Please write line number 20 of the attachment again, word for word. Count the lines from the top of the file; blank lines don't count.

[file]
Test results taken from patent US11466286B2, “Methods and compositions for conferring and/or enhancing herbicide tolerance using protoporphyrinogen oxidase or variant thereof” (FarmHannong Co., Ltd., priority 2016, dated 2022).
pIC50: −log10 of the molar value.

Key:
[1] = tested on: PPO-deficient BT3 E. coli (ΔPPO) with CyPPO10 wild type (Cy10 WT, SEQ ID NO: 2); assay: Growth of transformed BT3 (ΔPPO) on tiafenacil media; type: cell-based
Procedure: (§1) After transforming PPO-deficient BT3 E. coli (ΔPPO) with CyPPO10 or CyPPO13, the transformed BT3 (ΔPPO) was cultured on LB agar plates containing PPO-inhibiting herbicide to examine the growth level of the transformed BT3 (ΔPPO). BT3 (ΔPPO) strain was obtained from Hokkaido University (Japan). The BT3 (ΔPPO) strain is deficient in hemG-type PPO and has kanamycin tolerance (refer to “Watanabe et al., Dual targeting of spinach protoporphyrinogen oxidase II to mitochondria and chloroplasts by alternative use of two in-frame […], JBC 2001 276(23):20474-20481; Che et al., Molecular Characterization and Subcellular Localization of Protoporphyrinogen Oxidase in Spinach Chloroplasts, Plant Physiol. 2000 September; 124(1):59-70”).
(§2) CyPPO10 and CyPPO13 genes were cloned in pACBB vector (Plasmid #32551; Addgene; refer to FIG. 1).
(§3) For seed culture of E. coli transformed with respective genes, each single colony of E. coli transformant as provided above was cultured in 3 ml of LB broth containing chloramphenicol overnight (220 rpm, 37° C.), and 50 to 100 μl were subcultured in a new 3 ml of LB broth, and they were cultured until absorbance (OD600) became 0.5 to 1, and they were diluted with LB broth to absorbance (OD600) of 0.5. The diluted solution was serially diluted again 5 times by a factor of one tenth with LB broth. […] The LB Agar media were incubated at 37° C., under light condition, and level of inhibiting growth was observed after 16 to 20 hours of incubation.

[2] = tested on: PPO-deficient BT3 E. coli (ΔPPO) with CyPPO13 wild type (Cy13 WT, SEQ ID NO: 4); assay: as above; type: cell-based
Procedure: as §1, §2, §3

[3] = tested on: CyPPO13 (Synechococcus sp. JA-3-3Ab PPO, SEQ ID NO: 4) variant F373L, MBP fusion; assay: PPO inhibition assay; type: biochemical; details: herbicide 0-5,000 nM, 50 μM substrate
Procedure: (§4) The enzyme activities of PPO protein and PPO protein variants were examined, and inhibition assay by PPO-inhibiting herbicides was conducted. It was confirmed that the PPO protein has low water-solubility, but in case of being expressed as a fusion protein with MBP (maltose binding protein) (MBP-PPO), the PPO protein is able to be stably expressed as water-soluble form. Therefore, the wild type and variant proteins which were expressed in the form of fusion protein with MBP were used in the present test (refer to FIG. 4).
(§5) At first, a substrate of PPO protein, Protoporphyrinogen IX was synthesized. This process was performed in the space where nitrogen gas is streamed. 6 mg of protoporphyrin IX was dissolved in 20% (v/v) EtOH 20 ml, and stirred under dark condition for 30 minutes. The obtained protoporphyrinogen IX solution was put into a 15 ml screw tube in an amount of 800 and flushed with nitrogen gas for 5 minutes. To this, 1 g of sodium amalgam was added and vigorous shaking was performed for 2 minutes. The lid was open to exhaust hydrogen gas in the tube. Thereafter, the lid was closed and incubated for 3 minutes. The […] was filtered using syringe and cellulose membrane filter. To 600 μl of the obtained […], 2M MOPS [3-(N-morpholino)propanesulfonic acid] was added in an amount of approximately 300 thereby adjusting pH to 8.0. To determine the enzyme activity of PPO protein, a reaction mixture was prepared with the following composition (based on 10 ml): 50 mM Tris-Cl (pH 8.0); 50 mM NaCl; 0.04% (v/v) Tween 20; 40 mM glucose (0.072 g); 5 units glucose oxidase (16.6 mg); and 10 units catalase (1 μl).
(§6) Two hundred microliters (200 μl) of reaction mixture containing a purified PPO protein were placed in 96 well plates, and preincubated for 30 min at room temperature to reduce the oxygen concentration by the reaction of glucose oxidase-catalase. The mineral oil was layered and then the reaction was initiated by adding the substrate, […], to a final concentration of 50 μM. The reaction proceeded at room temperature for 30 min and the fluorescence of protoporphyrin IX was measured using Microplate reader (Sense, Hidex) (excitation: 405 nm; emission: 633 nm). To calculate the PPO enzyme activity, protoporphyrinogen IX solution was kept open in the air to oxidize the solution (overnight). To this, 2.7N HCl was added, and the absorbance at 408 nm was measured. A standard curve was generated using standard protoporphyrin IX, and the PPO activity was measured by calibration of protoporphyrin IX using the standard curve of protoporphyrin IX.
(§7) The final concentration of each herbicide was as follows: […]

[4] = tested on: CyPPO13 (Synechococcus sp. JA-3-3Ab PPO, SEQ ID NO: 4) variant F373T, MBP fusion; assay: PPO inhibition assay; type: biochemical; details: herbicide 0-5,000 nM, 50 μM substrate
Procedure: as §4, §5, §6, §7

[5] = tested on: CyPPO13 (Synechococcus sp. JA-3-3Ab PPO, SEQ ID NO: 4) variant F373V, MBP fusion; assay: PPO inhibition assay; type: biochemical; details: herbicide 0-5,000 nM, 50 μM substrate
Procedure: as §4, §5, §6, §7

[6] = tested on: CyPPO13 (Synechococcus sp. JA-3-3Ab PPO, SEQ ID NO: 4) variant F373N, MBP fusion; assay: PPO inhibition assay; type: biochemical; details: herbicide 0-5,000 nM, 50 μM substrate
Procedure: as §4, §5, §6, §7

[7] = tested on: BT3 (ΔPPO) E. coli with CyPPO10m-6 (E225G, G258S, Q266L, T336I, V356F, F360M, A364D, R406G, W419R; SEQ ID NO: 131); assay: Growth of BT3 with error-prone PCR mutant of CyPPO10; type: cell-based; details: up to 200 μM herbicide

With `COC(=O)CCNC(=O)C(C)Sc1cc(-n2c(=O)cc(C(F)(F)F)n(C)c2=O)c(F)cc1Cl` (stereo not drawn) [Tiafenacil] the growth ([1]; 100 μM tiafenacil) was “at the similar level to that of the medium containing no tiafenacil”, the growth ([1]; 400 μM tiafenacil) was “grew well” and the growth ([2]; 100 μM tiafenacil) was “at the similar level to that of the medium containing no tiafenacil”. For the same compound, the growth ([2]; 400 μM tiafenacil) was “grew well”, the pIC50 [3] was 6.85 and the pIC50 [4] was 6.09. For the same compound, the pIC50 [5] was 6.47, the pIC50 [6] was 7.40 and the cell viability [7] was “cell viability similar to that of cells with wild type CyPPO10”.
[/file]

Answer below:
Procedure: as §4, §5, §6, §7